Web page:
Carriers' quest for automation is nothing new, but the processes and technologies are now aligned to make it happen, says PCCW's David Hughes.
Speaking at last week's Light Reading NFV and SDN conference, Hughes said telcos have historically struggled with automation because their networks have always been tied to physical resources.
"What we would like to achieve is that nirvana of full automation," said Hughes, vice president for IP engineering at PCCW Global. "It's always been a little bit out of reach, right? It's like the ring on the carousel; you just can't grab it."
Currently, network engineers spend a lot of their time provisioning services such as shipping equipment, returning equipment and ordering long haul and local loop capacities.
"So if we just automated the network engineer's job in provisioning service, we're effectively taking a 90 day job and making it an 89 day job," Hughes said. "So there really hasn't been that motivation, that business motivation, to do this automation in telcos because there wasn't enough payback."
Hughes said the automation of the network engineer's job removes a layer of human intervention, which in turn allows engineers to focus on other areas. In addition to software-defined networking, more services are over the top now, and these are easier to automate because they aren’t tied to the traditional network infrastructure.
"We need to start small," Hughes said. "I even mentioned that earlier, that you just got to work on the little things to get to the automation. We tried for probably two decades, but we really haven't had much success. And so what makes us think this time's going to be any different?
"Well, times have changed. The drivers are a little bit different. And automation is almost more of an existential thing because of over-the-top provisioning and things like SD-WAN, and things like different cloud providers. There's an almost an existential challenge to us to start automating things. So what we did at PCCW is we just kind of started off real simple, real small, using a lot of open source, or small software to build from simple resource configuration management because there's no reason why you need to go do the same configuration every time."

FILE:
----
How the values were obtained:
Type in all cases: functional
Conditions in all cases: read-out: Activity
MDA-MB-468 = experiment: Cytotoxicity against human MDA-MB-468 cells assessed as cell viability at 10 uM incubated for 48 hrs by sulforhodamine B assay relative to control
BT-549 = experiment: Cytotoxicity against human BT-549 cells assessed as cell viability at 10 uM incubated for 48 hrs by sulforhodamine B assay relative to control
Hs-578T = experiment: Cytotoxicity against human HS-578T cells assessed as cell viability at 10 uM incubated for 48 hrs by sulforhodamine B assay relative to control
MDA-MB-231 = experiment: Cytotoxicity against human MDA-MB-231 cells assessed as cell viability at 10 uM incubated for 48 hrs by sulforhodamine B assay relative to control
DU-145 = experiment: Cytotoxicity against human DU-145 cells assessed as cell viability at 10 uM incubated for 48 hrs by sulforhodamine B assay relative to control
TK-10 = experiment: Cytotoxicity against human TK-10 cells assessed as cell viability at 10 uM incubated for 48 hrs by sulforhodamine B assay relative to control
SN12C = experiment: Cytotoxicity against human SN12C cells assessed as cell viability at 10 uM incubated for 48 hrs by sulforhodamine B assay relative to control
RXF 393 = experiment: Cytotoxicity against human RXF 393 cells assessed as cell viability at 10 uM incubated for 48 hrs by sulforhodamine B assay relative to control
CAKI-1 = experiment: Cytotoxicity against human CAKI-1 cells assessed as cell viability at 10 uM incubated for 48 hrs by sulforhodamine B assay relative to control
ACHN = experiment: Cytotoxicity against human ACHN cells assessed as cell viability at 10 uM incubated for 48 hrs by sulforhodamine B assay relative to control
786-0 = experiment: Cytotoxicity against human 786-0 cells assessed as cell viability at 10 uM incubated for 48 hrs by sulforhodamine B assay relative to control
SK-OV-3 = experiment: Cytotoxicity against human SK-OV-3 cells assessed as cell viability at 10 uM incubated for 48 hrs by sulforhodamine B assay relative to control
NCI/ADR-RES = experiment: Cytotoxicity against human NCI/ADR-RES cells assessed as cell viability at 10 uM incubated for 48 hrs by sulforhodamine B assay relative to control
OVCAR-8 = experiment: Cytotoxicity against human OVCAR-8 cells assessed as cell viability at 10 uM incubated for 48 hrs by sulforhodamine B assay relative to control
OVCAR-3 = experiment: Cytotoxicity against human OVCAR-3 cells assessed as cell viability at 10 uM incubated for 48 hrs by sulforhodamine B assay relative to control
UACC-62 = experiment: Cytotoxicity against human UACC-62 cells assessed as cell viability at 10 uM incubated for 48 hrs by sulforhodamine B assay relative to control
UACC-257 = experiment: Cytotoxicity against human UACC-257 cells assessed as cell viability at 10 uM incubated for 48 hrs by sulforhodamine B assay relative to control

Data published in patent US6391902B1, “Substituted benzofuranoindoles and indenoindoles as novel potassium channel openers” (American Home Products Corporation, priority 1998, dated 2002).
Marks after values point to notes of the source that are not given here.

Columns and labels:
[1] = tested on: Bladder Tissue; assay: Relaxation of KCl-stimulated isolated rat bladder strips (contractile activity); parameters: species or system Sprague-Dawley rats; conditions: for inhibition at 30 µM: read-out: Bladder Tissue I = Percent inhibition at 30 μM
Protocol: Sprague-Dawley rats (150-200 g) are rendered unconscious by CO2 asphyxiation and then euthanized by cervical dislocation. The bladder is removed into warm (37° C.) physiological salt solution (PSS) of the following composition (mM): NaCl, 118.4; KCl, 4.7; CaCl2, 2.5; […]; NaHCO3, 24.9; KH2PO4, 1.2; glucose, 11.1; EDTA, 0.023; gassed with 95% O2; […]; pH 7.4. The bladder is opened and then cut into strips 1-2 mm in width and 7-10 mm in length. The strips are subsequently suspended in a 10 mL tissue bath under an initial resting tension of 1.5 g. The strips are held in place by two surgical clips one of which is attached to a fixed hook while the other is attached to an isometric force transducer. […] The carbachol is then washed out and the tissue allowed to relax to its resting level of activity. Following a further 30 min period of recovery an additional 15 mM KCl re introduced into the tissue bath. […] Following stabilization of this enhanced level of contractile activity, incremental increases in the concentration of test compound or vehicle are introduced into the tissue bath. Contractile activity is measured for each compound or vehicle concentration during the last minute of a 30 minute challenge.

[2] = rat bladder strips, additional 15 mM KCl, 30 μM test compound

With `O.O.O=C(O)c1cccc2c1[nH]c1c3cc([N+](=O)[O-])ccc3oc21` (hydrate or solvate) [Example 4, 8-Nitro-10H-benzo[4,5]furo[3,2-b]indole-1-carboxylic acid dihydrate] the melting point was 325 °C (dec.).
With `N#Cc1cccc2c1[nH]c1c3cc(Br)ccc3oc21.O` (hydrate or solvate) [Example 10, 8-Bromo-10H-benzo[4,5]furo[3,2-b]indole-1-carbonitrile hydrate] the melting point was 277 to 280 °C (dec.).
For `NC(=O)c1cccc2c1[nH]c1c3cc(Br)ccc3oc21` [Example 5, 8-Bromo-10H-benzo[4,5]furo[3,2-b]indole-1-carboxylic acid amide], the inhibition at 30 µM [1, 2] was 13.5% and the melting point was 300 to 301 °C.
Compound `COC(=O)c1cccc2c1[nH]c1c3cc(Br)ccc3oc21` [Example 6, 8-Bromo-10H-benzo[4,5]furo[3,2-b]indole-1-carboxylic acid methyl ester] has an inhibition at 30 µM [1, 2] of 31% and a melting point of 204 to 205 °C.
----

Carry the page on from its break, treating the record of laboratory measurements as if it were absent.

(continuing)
Using open source, PCCW put together a streamlined stack that has slowly evolved over time, and will continue evolving to create robust automation, Hughes said. In addition to freeing up network engineers, the benefits of automation include help with testing and troubleshooting as the elements are compartmentalized now, which helps identify where the problems are. Hughes said automation also helped with auditors because it's now easier to show them where "things came to be in the network."
"So once you start automating, then you see that there's benefit there, and the engineers understand,'Wow, this actually helps me,' and so then they kind of get on the bandwagon," Hughes said. "And then you have a little bit of forward momentum that's sort of pushing everybody to automate on their own.
"What we found is that you just can't take a manually controlled network and automate it. You have to start re-architecting networks and systems so that they're built for automation."
Hughes said PCCW pushes back on the argument that if everything is automated the network engineers would lose the skills that are necessary to fix things when they break down.
"Well, you just have to go in and you automate those things as well over time," he said. "The engineers don't necessarily lose the skills, they just get better at it, is what we have found. Because the more you automate, the more it helps the engineers to solve a more complex problem. And it frees them up and makes upgrades easier, because now they don't have to spend all this time doing upgrades and maintenance doing health checks, those types of things. They can actually stick to the business of running the network."